India Has Some Truly Amazing Street Art

Jan 15, 2019

The streets of India’s biggest cities are becoming life-sized canvases for the country’s growing street-art movement kickstarted by a local creative foundation. As the project continues to evolve, we document just a few of the eye-catching works livening up the inner-city districts. By Rachna Sachasinh.

India’s urban landscape is getting a brush of much needed color. Launched in 2014, the St+art India Foundation initiates street-art interventions and neighborhood exhibitions with the goal of bridging social gaps and bringing communities together. St+art’s first project was in Delhi, splashing bright, thought-provoking murals along the city’s typically stark thoroughfares, like this road in the Lodhi Art District lined with a colorful flock by Mexican artist Senkoe (left) and a lotus-inspired tag by Japanese street artist Suiko (right). The project has grown to spotlight the alternative art scene in Mumbai, Hyderabad, Goa and beyond. “Our mission is to activate spaces not known for art and culture,” says Akshat Nauriyal, one of five co-founders of St+art. “We want to make art more democratic, bring it out of museums and take it directly to people.” Each district continues to evolve, with new murals added every few months. The areas are free and open to the public, or you can join hosted tours in New Delhi, Mumbai and Hyderabad. st-artindia.org; tours start from Rs 500; advanced bookings required, e-mail team@st-artindia.org.

Scattered across Goa, eight hand-painted, 12-meter-high portraits form The Cutout Project, which repurposes traditional sign painting, a livelihood that is fading fast in modern India. The project was conceived by Hanif Kureshi, a St+art co-founder and one of the country’s foremost contemporary artists. The portraits, like this one by local sign painter Deepak Sarast, depict everyday Konkani people, who inhabit India’s southwestern coast, and honors them through these giant billboards that are usually reserved for celebrities.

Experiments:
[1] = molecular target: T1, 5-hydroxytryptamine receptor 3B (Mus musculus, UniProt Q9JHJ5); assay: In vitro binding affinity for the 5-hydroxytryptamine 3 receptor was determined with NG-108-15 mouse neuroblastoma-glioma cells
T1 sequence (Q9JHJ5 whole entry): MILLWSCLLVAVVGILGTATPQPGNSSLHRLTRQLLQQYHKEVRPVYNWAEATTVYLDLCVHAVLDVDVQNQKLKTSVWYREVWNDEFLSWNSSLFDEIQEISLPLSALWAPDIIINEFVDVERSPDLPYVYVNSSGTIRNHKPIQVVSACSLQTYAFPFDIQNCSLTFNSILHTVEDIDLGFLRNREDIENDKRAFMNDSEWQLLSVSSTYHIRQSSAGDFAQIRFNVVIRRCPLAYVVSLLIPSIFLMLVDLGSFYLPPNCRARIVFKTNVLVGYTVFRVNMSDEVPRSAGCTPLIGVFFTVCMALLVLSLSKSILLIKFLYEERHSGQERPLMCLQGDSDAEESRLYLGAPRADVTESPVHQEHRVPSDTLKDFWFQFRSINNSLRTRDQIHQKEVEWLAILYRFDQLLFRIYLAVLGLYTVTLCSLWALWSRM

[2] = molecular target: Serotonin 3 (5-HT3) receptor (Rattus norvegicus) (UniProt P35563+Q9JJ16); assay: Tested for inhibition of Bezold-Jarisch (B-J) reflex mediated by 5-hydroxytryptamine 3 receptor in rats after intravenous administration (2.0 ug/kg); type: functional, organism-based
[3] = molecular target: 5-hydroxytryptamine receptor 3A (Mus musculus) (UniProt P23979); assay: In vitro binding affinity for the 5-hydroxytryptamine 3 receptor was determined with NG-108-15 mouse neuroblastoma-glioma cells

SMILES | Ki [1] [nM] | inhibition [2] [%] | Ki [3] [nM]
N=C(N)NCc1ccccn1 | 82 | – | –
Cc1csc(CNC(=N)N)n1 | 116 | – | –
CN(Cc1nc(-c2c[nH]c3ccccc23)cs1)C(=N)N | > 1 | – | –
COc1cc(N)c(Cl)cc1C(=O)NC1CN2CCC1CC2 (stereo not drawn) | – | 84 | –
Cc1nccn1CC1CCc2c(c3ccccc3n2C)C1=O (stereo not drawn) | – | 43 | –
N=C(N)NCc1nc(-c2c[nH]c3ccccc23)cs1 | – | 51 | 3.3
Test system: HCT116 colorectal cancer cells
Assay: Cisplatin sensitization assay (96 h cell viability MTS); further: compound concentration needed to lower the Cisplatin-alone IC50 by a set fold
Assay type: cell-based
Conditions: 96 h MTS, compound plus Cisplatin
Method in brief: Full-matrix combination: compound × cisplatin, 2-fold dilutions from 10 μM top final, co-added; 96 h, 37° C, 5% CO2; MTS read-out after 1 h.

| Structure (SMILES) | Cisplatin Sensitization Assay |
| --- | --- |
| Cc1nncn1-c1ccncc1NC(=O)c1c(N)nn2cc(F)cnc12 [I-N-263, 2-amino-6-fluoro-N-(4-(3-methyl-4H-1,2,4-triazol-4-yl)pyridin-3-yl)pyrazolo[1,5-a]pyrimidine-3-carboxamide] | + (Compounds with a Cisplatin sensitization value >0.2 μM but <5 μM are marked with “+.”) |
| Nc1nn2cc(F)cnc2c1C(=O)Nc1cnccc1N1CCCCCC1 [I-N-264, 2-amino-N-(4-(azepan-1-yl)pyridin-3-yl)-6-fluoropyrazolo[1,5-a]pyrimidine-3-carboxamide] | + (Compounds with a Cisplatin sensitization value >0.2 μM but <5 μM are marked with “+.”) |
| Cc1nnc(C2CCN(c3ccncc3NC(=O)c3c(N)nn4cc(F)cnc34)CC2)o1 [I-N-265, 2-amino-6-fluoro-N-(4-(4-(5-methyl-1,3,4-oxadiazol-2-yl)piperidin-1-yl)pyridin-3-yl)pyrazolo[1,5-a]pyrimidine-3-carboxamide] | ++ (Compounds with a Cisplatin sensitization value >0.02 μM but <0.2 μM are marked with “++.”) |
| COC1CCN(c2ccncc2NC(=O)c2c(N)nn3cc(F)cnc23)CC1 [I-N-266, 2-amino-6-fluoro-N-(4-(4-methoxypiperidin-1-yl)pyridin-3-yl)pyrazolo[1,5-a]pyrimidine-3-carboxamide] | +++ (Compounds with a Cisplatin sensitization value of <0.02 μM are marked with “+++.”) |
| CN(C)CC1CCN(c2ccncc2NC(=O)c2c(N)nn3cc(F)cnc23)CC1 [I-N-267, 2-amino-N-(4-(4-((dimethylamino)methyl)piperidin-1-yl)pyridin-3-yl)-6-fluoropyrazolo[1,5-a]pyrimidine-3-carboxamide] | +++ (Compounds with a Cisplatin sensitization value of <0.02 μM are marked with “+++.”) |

On the tip of Colaba, where Mumbai meets the Arabian Sea, the vermillion metal drum by French art duo Ella and Pitr adds a rare bit of color to the city’s oldest wet dock, where fisherman still haul in their daily catch as their predecessors did back in 1875. The mural is part of the Sassoon Dock Art Project, an experiential exhibition with installations that are site-specific to this industrial quay on a spit of land that was haggled over for centuries by the Portuguese and British and remains one of Mumbai’s most historically significant.
In Nature’s Arch and Visions of Altered Landscapes by Canadian artist Aaron Li-Hill, tigers, bears and men in air-pollution masks sprint across the canvas, in a rush to escape the march of climate change. Located in Delhi’s Lodhi Art District, the wall art draws attention to India’s pressing air-quality issue, while the real-life tree that grows in and around the central arched walkway signals hope.
The previously unnamed streets in Hyderabad’s Maqtha Art District are now classified as Red, Yellow and Blue Gulleys, laneways that each correspond to the color palette of the more than 30 murals that now paint the suburb. Found on the exterior of a building in the Blue Gulley, the plea for Humanity by local artists Swathi and Vijay pays homage to the community’s strong spiritual and social ties.
Usual, Unusual is Indian art duo Do and Khatra’s lighthearted contribution to Hyderabad’s Maqtha Art District. Located near Necklace Road, the district’s main drag, this piece shows an old man preparing to brush his only tooth with a one-bristle toothbrush, a common morning sight depicted in an uncommon way.
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India Has Some Truly Amazing Street Art

The streets of India’s biggest cities are becoming life-sized canvases for the country’s growing street-art movement kickstarted by a local creative foundation. As the project continues to evolve, we document just a few of the eye-catching works livening up the inner-city districts.